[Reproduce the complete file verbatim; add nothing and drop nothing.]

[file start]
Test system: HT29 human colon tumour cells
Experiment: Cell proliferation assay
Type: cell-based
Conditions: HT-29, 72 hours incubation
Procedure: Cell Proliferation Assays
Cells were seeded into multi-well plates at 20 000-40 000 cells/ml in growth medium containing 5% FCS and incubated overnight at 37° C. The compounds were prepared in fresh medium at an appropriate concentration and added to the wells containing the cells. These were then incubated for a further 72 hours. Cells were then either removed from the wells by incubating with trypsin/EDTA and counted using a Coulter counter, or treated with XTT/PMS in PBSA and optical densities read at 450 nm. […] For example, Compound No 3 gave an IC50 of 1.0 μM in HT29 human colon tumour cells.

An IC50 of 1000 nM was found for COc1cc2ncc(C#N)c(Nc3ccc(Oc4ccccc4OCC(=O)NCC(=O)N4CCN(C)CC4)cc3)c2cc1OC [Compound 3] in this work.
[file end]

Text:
Test system: HT29 human colon tumour cells
Experiment: Cell proliferation assay
Type: cell-based
Conditions: HT-29, 72 hours incubation
Procedure: Cell Proliferation Assays
Cells were seeded into multi-well plates at 20 000-40 000 cells/ml in growth medium containing 5% FCS and incubated overnight at 37° C. The compounds were prepared in fresh medium at an appropriate concentration and added to the wells containing the cells. These were then incubated for a further 72 hours. Cells were then either removed from the wells by incubating with trypsin/EDTA and counted using a Coulter counter, or treated with XTT/PMS in PBSA and optical densities read at 450 nm. […] For example, Compound No 3 gave an IC50 of 1.0 μM in HT29 human colon tumour cells.

An IC50 of 1000 nM was found for COc1cc2ncc(C#N)c(Nc3ccc(Oc4ccccc4OCC(=O)NCC(=O)N4CCN(C)CC4)cc3)c2cc1OC [Compound 3] in this work.